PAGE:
In this post, I hope to accumulate a bunch of different items for you to read about this draft in particular and the individual prospects. As a warning: I'll be self-plugging here, mostly because it's easiest for me to find, but I hope to give you guys some other stuff to read in order to give different views on different players.
Think of this as your last minute guide to catching up on all of the prospects and the 2014 draft. Here we go...
This is an ESPN Insider piece ($$), so I'll elaborate: Pelton's WARP projection model ranked Wiggins 21st in the draft, which is substantially lower than most models and very low by almost any board's standard. Interesting take on Wiggins' production versus the expectations of being a No. 1 pick.
My take is a little different, as I've had Wiggins No. 1 on my board for the entirety of the college season and pre-Draft process. My take is also free, so take that however you want.
Hardwood Paroxysm recently launched its full-on NBA draft site, UpsideMotor.com, and my partner in crime/friend of Orlando Pinstriped Post, Sam Vecenie, is its editor in chief. One of his first pieces breaks down the offensive games of Parker and Wiggins. Give it a read and bookmark the new site, because I guarantee you'll get a fresh take on everything NBA draft.
Speaking of Parker...
CBS Sports' Zach Harper breaks down the two through the lense of the Cavaliers. He breaks down categories like "potential," "winning now" and some other stuff.
This is a crazy fun read from Ryen Russillo over at Grantland, giving you an inside look at what different NBA talent evaluators think about the top prospects. I could sit and read scouts cuss over prospects for hours, so this is a fascinating read, in my opinion.
Really interesting read from USA Today's Adi Joseph on the injury and surgery. He spoke to and interviewed a sports medicine surgeon about the injury, surgery and recovery.
From the Boston Globe's Baxter Holmes. Anytime Holmes writes, it's worth reading and his Embiid report is no different. He gathers a bunch of intel from a whole lot of different important people and pieces together a great story.
If you want to really excite yourself over the possibility of Embiid falling to Orlando, skip the garbage at the top and go right to the section titled "Somewhere in the middle." There was a stretch in the second half of the Iowa State game in which Embiid was spectacular.
Phew these scouts are not too excited about Exum. In fact, they seem down right terrified.
He’s riding the wave, like Dion Waiters. Same agent. ... [The process] exposes the flaws. It’s all positives for Exum. We haven’t seen much, so we all think he’s great. With the other guys, we built them up pre-draft, then spent months picking them apart. Exum avoided all of this.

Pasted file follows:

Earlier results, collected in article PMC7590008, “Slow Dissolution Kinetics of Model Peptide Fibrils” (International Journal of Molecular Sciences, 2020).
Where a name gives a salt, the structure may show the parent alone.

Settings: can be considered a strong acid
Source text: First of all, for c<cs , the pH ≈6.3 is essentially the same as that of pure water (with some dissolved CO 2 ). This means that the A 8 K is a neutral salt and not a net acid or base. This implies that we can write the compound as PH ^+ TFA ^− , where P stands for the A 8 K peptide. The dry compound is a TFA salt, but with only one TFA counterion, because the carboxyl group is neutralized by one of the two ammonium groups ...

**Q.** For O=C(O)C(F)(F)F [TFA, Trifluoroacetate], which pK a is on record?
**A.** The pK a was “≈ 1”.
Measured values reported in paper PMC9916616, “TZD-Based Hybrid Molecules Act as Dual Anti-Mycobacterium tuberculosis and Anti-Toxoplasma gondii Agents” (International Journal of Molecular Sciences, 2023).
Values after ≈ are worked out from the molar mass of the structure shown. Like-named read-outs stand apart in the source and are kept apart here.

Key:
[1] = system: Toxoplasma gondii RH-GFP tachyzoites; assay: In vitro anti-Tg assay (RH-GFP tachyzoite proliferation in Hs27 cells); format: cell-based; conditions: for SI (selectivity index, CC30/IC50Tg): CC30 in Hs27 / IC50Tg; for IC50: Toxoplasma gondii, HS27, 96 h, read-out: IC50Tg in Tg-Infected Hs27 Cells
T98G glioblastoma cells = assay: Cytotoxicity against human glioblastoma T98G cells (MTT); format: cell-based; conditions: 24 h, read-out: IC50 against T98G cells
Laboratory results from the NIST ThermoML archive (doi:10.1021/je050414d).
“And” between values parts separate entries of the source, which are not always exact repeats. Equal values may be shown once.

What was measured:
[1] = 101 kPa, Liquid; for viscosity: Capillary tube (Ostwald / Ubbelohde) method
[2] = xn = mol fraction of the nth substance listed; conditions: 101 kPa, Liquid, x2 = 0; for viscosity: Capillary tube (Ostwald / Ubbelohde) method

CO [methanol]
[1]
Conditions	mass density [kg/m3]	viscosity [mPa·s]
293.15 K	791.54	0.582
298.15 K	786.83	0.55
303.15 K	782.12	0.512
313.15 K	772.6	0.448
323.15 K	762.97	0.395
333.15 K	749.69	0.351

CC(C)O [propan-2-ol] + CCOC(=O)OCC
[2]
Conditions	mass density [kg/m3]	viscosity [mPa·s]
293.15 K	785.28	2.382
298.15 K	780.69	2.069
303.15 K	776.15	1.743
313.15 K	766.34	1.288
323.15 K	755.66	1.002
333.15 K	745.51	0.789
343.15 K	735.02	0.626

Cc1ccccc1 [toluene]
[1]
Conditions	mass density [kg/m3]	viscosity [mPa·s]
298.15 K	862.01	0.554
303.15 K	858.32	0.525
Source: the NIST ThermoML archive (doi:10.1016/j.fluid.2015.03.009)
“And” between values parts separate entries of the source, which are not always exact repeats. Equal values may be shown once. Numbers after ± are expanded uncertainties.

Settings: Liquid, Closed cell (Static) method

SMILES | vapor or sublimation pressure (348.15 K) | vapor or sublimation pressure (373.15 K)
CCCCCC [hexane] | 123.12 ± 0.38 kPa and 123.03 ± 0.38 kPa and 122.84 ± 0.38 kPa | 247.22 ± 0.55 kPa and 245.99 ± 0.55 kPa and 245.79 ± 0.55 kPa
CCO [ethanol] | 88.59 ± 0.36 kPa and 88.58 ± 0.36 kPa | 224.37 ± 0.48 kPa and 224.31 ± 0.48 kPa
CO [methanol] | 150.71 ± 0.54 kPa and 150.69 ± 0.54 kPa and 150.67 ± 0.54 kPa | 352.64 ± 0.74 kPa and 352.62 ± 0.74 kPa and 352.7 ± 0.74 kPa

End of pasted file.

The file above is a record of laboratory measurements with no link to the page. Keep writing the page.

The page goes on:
I think he’s a high-turnover guy, and he can’t shoot. We talk about Wiggins’s shot … well, it’s better than Exum’s.
The Orlando Sentinel's Josh Robbins really put together a cool draft series. His Exum piece is fun.
Straight-forward, in-depth scouting report from Basketball Insiders' Nate Duncan.
From Grantland's Danny Chau: This is a fantastically written piece on Exum and how terrifying-but-exciting he is. Chau is a big fan and has been on the Exum radar for a few years, so I think his view is important here.
Jonathan Tjarks' now famous critique of Randle's wingspan and how that affects his pro prospects. While I don't completely agree with Tjarks' view, I understand where he's coming from and I always respect his view. I think it's important to read and understand the risk in draft Randle.
My piece on Randle paints the former Wildcat in a better light. It's important, however, to read both perspectives.
A piece from the Louisville Courier-Journal, focusing mostly on Randle but also touching on wing prospect James Young.
From the Grantland piece listed above:
I’d take Randle. There is a difference in how these two kids have been packaged. Randle only needs to hit the 15-footer to be the guy we hope he can be. Vonleh needs to hit from further out to be the player he’s being billed as.
An ESPN piece comparing the three power forwards in a number of different categories.
My piece is pretty neutral on Vonleh. I like the idea of what he can become, but I'm not sold he will magically learn how to use his physical gifts. Guys who thrive in workouts after so-so production on the floor always terrify me. He could be great, or he could hide on the end of a bench for half-a-decade. There's a lot of room for error here.
Grantland's Brian Phillips is a must read. This piece is old, written in November discussing his decision to return for his sophomore year, but it's well worth a re-visit. Amazing think-piece on Smart, the situation Smart grew up in and how he's grown as a person since.
Smart can sometimes be terrible and he can sometimes be great. That's the basis of my piece. There are some very smart people with opinions I greatly respect who think Smart will be a great NBA player. He takes a bad rap here, but I can tell you that isn't a universal opinion.
High steal rate, marvelous wingspan, good field goal percentage, crazy free throw rate: I believe that's why Smart tests so well in almost all analytical models. Pelton writes:
Players similar to Smart tend to perform better in the NBA as the professional floor typically is more open, allowing them to create off the dribble.
Happy Draft Day and enjoy all the fun stuff to read! Hopefully this guide will help you stay as informed as possible for the top of the draft.